Sandia National Laboratory, Texas Tech University, and BASF, the world’s largest chemicals manufacturer, are testing a wind energy generator by a Texas start-up called Aeromine Technologies that claims its design makes 150 percent more energy than a solar panel array of the same price and takes up a tenth of the space.
The system is mounted in a cabinet about 16 feet tall, or about 5 meters, and open at the front and back. Inside the cabinet are blades shaped similar to airplane wings or the aerodynamic spoilers on race cars.
The blades are shaped and positioned so that when wind blows past them, the air pressure in the cabinet drops drastically.
That loss of pressure creates a vacuum effect that draws air up through the base of the cabinet where a propeller is mounted.
As the low pressure sucks air up into the cabinet, the moving air spins the propeller, which is attached to a turbine, and makes electricity.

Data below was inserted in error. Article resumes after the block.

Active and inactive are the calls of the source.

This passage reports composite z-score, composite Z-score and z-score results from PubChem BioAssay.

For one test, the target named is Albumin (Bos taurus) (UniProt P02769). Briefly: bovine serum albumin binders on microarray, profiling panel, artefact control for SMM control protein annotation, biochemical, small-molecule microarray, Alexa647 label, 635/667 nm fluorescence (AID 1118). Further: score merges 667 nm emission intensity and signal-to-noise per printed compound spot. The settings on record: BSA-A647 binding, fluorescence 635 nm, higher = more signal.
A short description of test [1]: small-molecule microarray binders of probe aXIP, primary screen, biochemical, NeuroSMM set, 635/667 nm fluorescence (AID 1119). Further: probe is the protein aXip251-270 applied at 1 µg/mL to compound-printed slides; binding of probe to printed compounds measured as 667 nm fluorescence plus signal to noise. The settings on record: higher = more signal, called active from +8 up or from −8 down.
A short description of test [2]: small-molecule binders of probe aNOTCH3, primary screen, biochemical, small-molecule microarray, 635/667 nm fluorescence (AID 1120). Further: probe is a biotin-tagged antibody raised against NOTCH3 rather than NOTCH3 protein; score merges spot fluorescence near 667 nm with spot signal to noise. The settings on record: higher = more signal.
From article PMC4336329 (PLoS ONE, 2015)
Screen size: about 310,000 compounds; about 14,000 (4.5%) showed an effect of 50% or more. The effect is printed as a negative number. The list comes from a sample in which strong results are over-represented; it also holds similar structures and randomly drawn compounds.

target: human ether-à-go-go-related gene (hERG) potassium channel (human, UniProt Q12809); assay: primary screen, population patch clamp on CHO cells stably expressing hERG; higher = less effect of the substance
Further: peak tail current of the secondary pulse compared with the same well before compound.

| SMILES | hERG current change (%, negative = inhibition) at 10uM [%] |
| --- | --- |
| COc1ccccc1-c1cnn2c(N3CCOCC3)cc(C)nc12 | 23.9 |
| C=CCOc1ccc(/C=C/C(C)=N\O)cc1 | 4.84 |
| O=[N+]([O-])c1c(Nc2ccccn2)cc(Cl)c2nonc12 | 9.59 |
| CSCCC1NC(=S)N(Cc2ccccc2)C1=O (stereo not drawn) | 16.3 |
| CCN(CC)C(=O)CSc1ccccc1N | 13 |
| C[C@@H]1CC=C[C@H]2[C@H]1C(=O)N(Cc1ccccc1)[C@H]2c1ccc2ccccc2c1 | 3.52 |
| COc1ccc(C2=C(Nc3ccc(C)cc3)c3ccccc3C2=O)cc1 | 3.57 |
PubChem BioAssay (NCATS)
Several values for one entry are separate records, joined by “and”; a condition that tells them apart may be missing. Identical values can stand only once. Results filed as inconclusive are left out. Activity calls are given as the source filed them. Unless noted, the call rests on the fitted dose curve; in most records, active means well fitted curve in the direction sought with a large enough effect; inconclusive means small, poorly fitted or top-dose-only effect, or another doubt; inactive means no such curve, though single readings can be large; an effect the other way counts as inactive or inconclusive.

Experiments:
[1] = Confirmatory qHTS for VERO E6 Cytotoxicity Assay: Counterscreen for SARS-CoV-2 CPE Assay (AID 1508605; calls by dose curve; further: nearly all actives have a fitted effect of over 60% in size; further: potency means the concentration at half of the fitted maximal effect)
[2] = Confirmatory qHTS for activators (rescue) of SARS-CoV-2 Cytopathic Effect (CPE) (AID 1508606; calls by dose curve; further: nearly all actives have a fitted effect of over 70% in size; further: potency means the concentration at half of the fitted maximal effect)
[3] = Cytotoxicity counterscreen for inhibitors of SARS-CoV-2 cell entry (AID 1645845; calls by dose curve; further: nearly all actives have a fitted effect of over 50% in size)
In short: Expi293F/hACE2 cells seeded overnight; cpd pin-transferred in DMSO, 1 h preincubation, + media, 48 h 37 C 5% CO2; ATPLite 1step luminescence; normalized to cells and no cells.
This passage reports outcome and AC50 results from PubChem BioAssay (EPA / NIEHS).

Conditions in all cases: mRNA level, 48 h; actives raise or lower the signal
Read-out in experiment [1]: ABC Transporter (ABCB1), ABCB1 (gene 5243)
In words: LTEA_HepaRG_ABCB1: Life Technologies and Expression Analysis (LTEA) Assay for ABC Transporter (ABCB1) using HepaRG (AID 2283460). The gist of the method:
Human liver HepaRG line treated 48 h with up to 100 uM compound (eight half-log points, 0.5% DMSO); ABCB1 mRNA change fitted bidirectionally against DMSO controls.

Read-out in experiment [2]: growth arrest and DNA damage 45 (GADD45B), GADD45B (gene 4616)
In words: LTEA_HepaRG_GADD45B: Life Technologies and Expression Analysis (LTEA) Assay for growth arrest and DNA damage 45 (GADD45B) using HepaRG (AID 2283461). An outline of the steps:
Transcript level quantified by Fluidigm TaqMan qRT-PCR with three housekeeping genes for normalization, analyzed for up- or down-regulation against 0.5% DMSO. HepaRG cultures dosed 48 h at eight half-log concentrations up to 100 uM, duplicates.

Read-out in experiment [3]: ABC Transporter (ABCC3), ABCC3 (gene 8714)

The unit has no moving parts, needs no scarce metals, makes no noise, and works any time there’s a breeze.
BASF is testing an Aeromine unit on the roof of a chemical plant in Wyandotte, Michigan.
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Although Aeromine’s units aren’t suitable for single-family homes, they could do well on apartment blocks, office towers, and most commercial buildings.
Teamed with a solar array in the right locations, the complementary technologies could sharply reduce a user’s consumption of nuclear- or fossil-generated power from a centralized grid.